“We know intellectually what the right thing is to do. What we have lacked is the political will and the sense of urgency to take education to the next level.”

But the study shows money might not be the only answer. The US spendsabout $115,000 to educate each child. That is more than most countries. The Slovak Republic spends less than half that amount, but it and the US hadsimilar test scores.

Angel Gurria is the secretary general of the Organization for EconomicCooperation and Development. He warns the United States of what mighthappen if the scores do not rise.

“It shows that we have a lot of homework. It shows that somebody else isdoing much better than us and if this continues, over the years, they are goingto take away our cheese. Because this translates into productivity, ittranslates into competitiveness, it translates into exports, it translates intojobs, it translates into well-being. So this is not about just comparing thegrades of students.”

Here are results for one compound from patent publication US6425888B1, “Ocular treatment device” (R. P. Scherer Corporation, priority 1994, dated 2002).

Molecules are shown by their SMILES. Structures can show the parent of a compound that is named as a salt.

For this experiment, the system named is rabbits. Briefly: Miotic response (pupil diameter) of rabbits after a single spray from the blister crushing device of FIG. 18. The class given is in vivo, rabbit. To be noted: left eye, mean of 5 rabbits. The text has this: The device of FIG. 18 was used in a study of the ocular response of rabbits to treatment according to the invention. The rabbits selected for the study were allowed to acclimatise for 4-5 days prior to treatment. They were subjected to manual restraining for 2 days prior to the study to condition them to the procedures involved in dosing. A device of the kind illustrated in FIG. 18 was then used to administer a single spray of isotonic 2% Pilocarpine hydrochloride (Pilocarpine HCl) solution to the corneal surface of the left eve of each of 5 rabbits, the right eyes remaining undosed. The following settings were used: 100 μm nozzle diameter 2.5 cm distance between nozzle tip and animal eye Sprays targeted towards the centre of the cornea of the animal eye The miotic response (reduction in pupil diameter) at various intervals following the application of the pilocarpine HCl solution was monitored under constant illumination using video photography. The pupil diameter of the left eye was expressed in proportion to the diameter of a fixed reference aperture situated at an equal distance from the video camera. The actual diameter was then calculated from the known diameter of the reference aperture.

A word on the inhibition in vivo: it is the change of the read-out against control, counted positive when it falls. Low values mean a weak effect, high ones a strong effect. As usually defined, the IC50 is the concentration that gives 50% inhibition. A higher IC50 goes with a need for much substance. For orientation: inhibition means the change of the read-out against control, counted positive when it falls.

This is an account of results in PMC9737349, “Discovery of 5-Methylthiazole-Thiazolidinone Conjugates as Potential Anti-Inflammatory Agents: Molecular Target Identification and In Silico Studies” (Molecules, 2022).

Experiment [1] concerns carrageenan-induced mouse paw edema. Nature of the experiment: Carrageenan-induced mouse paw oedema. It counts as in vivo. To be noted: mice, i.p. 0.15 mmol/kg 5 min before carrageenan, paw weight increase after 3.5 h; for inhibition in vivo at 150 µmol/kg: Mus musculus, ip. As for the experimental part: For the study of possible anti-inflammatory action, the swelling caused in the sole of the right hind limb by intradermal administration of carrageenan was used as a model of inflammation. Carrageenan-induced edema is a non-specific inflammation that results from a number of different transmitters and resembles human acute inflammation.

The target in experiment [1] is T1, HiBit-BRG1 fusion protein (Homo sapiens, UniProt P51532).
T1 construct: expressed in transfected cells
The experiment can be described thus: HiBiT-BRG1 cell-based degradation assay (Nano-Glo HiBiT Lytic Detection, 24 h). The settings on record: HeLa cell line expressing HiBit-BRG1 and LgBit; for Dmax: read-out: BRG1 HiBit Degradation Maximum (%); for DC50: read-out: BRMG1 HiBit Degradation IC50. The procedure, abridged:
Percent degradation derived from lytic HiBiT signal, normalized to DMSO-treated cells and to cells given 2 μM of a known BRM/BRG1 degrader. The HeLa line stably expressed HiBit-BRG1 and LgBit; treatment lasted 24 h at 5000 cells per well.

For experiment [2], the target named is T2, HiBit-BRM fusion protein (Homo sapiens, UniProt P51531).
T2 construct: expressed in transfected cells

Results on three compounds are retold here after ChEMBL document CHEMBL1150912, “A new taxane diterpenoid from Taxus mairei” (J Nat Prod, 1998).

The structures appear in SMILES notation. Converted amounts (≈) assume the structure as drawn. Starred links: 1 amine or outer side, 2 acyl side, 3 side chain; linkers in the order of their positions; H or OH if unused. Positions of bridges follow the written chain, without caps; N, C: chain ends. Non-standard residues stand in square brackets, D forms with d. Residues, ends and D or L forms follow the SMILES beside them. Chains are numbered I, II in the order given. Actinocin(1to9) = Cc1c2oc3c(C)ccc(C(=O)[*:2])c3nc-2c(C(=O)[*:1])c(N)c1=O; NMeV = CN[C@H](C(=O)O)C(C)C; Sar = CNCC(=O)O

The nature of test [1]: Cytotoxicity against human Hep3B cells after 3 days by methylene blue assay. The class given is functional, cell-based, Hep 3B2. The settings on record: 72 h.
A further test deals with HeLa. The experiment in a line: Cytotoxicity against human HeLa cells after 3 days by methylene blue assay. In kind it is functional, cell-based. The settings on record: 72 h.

Some observers have criticized the study for comparing small areas of theworld to large countries. They also say the test lacks an examination ofcreative or critical thinking.

The one area in which U.S. students rated highest was confidence in theirmath abilities. The job now for educators is to make those feelings carry overinto test scores. I’m Faith Lapidus.

And I’m June Simms. You are listening to As It Is from VOA Learning English.

Demand Grows for Classes in English Slang


A growing number of foreigners want to learnAmerican slang.

Many people who learn English as a second language think they have a goodunderstanding of it, that is, until they watch an American TV show or speak tosomeone from the United States. Then they realize there is a lot they do notunderstand. Some are coming to the United States to learn American slang,which is rarely taught in textbooks back home.

Most people come to Venice Beach in Californiaseeking sun and entertainment. But, for Hussain alShahri of Saudi Arabia and his classmates, the beachis a classroom. Their teachers are strangers theymeet on the beach.

“I have an assignment to talk with people, nativespeakers like you, to know and to learn how the peoplein public or on the street talk. So I want to ask youabout a couple of words, if you do not have a problemto answer me what does it mean in slang.”